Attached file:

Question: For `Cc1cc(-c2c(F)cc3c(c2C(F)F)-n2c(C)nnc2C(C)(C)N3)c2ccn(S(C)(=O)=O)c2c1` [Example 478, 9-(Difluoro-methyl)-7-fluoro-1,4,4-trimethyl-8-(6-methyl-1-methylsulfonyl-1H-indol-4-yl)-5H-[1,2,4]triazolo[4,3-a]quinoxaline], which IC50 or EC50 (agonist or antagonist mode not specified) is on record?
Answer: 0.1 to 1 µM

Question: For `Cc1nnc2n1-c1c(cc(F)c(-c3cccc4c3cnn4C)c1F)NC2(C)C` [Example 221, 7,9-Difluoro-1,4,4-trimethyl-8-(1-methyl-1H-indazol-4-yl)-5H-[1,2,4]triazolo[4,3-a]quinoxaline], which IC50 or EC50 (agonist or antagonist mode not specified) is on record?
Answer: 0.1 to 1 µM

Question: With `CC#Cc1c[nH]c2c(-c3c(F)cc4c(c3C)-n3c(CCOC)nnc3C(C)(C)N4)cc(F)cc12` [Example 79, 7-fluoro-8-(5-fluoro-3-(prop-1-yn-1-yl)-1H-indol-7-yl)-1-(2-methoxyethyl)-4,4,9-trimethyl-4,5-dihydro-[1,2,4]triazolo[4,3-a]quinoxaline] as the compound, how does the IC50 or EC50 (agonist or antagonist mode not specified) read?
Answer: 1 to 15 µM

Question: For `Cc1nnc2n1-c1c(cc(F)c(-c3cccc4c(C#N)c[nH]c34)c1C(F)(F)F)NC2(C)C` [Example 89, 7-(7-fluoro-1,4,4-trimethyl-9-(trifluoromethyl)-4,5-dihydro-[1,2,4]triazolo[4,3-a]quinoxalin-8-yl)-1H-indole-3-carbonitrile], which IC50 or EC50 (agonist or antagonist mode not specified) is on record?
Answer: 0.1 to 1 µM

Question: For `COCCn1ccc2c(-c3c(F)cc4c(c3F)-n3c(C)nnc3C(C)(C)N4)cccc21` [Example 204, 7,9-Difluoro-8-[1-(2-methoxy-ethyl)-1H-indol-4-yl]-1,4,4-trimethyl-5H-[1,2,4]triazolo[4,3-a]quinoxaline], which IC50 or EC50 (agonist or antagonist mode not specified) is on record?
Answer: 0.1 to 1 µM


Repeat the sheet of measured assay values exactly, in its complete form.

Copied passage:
Question: For `Cc1cc(-c2c(F)cc3c(c2C(F)F)-n2c(C)nnc2C(C)(C)N3)c2ccn(S(C)(=O)=O)c2c1` [Example 478, 9-(Difluoro-methyl)-7-fluoro-1,4,4-trimethyl-8-(6-methyl-1-methylsulfonyl-1H-indol-4-yl)-5H-[1,2,4]triazolo[4,3-a]quinoxaline], which IC50 or EC50 (agonist or antagonist mode not specified) is on record?
Answer: 0.1 to 1 µM

Question: For `Cc1nnc2n1-c1c(cc(F)c(-c3cccc4c3cnn4C)c1F)NC2(C)C` [Example 221, 7,9-Difluoro-1,4,4-trimethyl-8-(1-methyl-1H-indazol-4-yl)-5H-[1,2,4]triazolo[4,3-a]quinoxaline], which IC50 or EC50 (agonist or antagonist mode not specified) is on record?
Answer: 0.1 to 1 µM

Question: With `CC#Cc1c[nH]c2c(-c3c(F)cc4c(c3C)-n3c(CCOC)nnc3C(C)(C)N4)cc(F)cc12` [Example 79, 7-fluoro-8-(5-fluoro-3-(prop-1-yn-1-yl)-1H-indol-7-yl)-1-(2-methoxyethyl)-4,4,9-trimethyl-4,5-dihydro-[1,2,4]triazolo[4,3-a]quinoxaline] as the compound, how does the IC50 or EC50 (agonist or antagonist mode not specified) read?
Answer: 1 to 15 µM

Question: For `Cc1nnc2n1-c1c(cc(F)c(-c3cccc4c(C#N)c[nH]c34)c1C(F)(F)F)NC2(C)C` [Example 89, 7-(7-fluoro-1,4,4-trimethyl-9-(trifluoromethyl)-4,5-dihydro-[1,2,4]triazolo[4,3-a]quinoxalin-8-yl)-1H-indole-3-carbonitrile], which IC50 or EC50 (agonist or antagonist mode not specified) is on record?
Answer: 0.1 to 1 µM

Question: For `COCCn1ccc2c(-c3c(F)cc4c(c3F)-n3c(C)nnc3C(C)(C)N4)cccc21` [Example 204, 7,9-Difluoro-8-[1-(2-methoxy-ethyl)-1H-indol-4-yl]-1,4,4-trimethyl-5H-[1,2,4]triazolo[4,3-a]quinoxaline], which IC50 or EC50 (agonist or antagonist mode not specified) is on record?
Answer: 0.1 to 1 µM